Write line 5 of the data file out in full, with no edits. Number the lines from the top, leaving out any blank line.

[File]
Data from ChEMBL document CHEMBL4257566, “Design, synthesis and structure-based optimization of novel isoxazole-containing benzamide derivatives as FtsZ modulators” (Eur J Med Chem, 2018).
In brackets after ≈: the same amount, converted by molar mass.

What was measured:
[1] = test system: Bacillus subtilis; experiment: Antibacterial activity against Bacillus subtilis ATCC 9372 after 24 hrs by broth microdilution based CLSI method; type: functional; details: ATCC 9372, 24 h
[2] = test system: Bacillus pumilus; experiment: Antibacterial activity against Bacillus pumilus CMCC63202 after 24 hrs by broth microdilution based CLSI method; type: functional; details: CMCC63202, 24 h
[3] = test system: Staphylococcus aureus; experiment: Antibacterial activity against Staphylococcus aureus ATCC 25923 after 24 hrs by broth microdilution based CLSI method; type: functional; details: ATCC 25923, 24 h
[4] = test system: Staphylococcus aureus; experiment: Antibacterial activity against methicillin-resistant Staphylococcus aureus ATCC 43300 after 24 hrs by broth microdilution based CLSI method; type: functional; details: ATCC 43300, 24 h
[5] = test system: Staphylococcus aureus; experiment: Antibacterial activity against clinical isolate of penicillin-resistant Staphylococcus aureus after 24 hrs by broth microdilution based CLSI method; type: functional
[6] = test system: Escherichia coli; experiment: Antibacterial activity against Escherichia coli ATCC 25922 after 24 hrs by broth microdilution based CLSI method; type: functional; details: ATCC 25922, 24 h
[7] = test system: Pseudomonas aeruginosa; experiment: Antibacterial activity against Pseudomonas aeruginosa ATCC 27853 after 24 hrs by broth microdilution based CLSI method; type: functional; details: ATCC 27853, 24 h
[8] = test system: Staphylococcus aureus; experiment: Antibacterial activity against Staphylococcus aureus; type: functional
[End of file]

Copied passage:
[2] = test system: Bacillus pumilus; experiment: Antibacterial activity against Bacillus pumilus CMCC63202 after 24 hrs by broth microdilution based CLSI method; type: functional; details: CMCC63202, 24 h